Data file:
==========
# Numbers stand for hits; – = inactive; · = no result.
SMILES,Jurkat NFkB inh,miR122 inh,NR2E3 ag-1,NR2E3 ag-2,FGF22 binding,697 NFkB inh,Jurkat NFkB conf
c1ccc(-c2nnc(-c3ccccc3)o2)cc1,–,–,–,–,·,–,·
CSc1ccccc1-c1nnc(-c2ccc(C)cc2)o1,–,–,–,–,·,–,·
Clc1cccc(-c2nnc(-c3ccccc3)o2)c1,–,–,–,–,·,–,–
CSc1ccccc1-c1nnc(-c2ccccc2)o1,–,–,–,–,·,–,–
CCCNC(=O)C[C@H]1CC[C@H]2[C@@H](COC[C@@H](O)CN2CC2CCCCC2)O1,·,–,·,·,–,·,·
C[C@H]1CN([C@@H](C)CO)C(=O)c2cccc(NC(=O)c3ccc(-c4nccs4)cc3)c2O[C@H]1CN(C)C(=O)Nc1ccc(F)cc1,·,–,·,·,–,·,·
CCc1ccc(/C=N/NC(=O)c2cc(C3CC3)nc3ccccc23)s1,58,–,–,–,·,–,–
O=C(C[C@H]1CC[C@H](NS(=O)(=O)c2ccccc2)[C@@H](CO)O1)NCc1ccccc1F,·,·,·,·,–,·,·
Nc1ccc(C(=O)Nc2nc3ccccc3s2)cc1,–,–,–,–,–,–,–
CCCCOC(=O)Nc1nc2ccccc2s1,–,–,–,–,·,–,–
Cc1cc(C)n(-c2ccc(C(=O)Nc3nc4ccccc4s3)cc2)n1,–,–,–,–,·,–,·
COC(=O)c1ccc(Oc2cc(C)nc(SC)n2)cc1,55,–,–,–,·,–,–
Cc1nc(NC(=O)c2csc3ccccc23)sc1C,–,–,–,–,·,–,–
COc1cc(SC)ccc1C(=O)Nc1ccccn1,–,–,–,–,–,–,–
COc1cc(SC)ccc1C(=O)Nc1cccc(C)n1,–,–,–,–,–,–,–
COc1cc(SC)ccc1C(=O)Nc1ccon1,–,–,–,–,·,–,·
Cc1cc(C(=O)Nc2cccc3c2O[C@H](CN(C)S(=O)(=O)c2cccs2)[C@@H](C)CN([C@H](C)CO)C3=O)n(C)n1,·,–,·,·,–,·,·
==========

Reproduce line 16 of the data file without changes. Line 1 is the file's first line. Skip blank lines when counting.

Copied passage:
COc1cc(SC)ccc1C(=O)Nc1ccccn1,–,–,–,–,–,–,–